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What is a Cash Position?

By Christy Bieber
Updated May 16, 2024
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A cash position refers to the amount of actual cash a given corporation, bank or other entity has in its possession at a particular point in time. Generally, it includes actual cash or bills that are held by the company. It can also include other assets that are easily turned into cash, referred to as liquid assets, such as short-term bonds or certificates of deposits. It does not include assets that have a low degree of liquidity, such as products, real estate, machines or other items that cannot quickly and easily be turned into cash money.

While technically individuals can have a cash position equal to the amount of their liquid investments, the term is most often used in a business context. A company, for example, lists its cash position on its balance sheet and reports that cash position to investors, lenders or other interested parties. A bank must have a cash position as well.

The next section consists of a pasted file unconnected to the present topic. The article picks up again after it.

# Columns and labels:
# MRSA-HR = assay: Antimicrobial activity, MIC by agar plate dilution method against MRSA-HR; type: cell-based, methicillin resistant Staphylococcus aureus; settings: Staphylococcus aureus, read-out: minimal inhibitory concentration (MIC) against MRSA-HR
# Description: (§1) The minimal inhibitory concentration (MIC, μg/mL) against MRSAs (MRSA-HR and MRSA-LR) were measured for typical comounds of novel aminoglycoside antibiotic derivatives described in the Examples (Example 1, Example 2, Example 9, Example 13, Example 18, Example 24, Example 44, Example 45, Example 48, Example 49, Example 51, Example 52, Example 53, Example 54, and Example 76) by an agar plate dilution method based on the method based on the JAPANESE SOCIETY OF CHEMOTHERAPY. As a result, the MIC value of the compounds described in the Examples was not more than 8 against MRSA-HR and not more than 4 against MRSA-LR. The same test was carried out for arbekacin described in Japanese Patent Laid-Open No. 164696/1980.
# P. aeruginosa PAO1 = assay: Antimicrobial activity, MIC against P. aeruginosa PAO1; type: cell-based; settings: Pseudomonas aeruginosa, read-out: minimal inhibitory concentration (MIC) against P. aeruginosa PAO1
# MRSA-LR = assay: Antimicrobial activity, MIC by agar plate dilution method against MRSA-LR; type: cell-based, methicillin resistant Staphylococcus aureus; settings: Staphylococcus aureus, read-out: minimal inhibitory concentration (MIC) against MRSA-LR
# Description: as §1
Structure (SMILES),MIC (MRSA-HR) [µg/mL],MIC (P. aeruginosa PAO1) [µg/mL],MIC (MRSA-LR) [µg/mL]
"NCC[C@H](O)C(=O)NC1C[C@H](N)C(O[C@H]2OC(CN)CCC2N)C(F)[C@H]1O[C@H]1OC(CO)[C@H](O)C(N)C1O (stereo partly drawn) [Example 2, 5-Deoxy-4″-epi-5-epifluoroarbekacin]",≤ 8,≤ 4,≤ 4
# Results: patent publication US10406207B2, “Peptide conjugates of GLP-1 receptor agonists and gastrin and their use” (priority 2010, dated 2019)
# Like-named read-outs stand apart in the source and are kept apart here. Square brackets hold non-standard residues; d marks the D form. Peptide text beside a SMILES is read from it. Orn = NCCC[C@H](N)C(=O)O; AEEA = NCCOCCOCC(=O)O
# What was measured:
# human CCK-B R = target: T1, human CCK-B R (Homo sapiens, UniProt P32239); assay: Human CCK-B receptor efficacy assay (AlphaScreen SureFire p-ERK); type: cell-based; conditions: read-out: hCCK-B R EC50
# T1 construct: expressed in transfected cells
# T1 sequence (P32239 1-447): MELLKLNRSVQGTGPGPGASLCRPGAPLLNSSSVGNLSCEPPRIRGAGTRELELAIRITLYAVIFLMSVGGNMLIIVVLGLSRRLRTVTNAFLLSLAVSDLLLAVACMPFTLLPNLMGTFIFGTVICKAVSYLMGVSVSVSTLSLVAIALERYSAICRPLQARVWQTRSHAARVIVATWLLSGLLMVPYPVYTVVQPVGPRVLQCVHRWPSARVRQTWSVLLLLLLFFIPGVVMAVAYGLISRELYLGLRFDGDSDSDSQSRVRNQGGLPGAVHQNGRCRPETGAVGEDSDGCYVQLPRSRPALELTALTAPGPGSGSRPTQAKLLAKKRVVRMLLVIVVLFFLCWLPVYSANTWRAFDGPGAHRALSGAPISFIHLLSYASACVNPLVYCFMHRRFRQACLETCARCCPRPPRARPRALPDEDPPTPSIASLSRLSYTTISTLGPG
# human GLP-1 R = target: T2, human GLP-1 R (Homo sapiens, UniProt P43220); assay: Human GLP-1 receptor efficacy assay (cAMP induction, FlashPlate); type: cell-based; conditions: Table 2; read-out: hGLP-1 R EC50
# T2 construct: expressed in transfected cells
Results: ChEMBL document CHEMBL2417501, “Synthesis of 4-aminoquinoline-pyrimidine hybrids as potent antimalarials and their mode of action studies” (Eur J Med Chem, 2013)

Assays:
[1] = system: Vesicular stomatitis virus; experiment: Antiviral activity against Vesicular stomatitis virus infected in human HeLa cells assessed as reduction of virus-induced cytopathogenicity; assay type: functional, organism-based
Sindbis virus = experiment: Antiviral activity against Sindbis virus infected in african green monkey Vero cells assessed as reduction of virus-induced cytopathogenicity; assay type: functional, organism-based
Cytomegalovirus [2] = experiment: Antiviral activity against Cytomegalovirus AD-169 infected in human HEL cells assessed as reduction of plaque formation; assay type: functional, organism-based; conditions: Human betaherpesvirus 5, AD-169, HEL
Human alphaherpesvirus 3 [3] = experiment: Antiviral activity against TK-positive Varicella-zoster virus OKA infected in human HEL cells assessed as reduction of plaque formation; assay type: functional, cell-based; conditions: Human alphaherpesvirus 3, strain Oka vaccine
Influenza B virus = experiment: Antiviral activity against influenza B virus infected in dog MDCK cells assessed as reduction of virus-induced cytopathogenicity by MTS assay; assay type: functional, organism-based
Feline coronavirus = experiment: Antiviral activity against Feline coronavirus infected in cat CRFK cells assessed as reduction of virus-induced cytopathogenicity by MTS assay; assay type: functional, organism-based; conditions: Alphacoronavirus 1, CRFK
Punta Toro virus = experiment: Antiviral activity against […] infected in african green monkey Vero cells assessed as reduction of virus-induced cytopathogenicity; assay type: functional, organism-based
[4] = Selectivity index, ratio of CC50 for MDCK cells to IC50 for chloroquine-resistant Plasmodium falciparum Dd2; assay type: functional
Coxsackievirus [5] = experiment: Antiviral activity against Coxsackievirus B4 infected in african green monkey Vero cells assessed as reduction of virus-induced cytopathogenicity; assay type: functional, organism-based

Generally, banks are required to have a set minimum amount of cash available based on the amount of funds people have deposited into the bank. For example, if a brand new bank opened and 100 individuals each deposited $10 US Dollars (USD), the cash position required of the bank would be based on the $1,000 USD in funds deposited. The bank would thus be required to have at least $1,000 USD in cash so that it would have the money to pay each of those people if they all came to take their money out at the same time.

For corporations, on the other hand, determining how much cash to have can be tricky. Generally, a company does not want to have too little cash available. Cash is required to fund business growth and to make purchases of supplies and services necessary to run the business. Cash can also be a sign of financial solvency and stability within the company. Cash, however, generates a relatively low return on investment as compared to other less liquid investments, and as such having too much cash on hand can be a downside to the company.

Investors may look at the cash positions of different companies when determining whether to invest or not. If the company does not have what is deemed an appropriate amount in cash, it can appear to be a poor investment. Achieving the proper balance is thus essential for a public company looking to attract investors.

SmartCapitalMind is dedicated to providing accurate and trustworthy information. We carefully select reputable sources and employ a rigorous fact-checking process to maintain the highest standards. To learn more about our commitment to accuracy, read our editorial process.

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